(The author is a Reuters Breakingviews columnist. The opinions expressed are his own.)
By Martin Hutchinson
NEW YORK, April 25 (Reuters Breakingviews) - Mexico's banking revamp – postponed this week – deserves a shot. The reforms include a universal credit registry and easier foreclosure, both big improvements that could boost consumer borrowing and spending. But they also allow the regulator to force banks to lend. That's a flaw that leaves the risk of a Brazil-style hangover.
The Mexican banking system is underdeveloped compared to its peers, with only 27 percent of the population having a bank account, according to the World Bank. Domestic credit to the private sector totaled only 26 percent of GDP in 2011 compared with 61 percent in Brazil, 71 percent in Chile and 191 percent in the United States.
A central credit bureau will help. The high level of informal employment in Mexico's economy makes credit assessment difficult, but a universal registry will, for example, help banks learn whether a would-be customer has previously defaulted on other providers' credit cards – something they can't at present find out. The difficulty lenders have foreclosing in Mexico thanks to a slow and convoluted legal environment also makes mortgages expensive with an average interest rate of 12.1 percent, according to the central bank, against current annual inflation of 4.3 percent. Changes to the foreclosure rules should help bring that cost down.
The bank reform package therefore stands a decent chance of getting more credit flowing at lower cost and so increasing the rate of GDP growth. Yet it carries a big risk that doesn't apply to Mexico's useful plans for changes in energy, telecommunications and education. The bank regulator will be empowered to force banks to lend and prevent them from trading securities for their own account if they fail to do so. That's a recipe for distorted lending that could help trigger a credit crunch in the future.
Brazil's private sector lending increased to more than 60 percent of GDP from less than 30 percent of output in just eight years. That helped create an economic boom from the extra consumption. But growth has now stalled, and there are signs of lingering credit headaches. Mexico needs to open up its banking market – but avoid too much of a credit carnival.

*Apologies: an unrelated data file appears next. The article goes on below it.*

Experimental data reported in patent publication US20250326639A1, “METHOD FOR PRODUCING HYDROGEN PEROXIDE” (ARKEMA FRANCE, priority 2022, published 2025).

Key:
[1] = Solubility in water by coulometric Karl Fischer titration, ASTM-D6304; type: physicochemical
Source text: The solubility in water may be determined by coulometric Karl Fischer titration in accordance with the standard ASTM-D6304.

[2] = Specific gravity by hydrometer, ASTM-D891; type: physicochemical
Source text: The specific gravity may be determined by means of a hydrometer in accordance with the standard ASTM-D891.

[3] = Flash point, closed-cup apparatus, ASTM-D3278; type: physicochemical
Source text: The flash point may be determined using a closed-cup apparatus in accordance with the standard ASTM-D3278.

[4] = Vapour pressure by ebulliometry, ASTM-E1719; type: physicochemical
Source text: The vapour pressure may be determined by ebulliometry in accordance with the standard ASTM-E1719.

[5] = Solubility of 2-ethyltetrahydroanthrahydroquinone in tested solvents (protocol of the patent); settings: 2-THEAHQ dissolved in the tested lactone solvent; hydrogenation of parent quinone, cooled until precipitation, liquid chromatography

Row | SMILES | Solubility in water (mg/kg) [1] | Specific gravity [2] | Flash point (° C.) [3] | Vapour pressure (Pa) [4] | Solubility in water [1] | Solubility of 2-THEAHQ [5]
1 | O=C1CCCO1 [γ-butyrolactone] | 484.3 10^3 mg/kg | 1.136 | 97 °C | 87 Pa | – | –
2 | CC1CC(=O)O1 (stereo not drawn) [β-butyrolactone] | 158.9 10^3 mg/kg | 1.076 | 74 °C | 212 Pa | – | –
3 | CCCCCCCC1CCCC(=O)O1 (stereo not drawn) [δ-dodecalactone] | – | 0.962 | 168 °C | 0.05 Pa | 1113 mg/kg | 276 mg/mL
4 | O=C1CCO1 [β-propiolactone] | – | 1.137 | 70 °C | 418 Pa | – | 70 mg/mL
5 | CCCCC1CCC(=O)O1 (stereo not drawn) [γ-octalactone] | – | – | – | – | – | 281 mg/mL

SIGN UP FOR BREAKINGVIEWS EMAIL ALERTS: www.breakingviews.com/TOPNewsSubscription
- The presentation in Mexico of major banking reform legislation, which had been due on April 23, was delayed because of a dispute between Mexico's three political parties relating to funding of regional elections in the state of Veracruz.
- The legislation would establish a nationwide credit reporting bureau, including data from government and other banking sources. It would ease the process for banks to take possession of assets in case of default, which can take five years in the case of a home mortgage. The banking regulator would also get new powers to punish lenders that fail to channel enough resources into credit, even limiting banks' securities trading on their own account.
- The Banco de Mexico's policy interest rate is currently 4 percent compared to 12-month inflation of 4.3 percent, while mortgage rates average 12.1 percent and credit card rates 29 percent, according to Banco de Mexico data.
Mexico political dispute hits banking plan, raises doubt on reforms [ID:nL2N0DA0WH]
Exclusive: Mexico bank reform would ease legal hurdles to boost credit [ID:nL2N0D80DM]
Wake-up call [ID:nL1N0C53PJ]
Adios gridlock [ID:nL1E8NQ1XR]
- For previous columns by the author, Reuters customers can click on [HUTCH/]
(Editing by Richard Beales and Martin Langfield)
((email@example.com)(Reuters messaging firstname.lastname@example.org)) Keywords: BREAKINGVIEWS MEXICO/BANKS
(C) Reuters 2012. All rights reserved. Republication or redistribution of Reuters content, including by caching, framing, or similar means, is expressly prohibited without the prior written consent of Reuters. Reuters and the Reuters sphere logo are registered trademarks and trademarks of the Reuters group of companies around the world.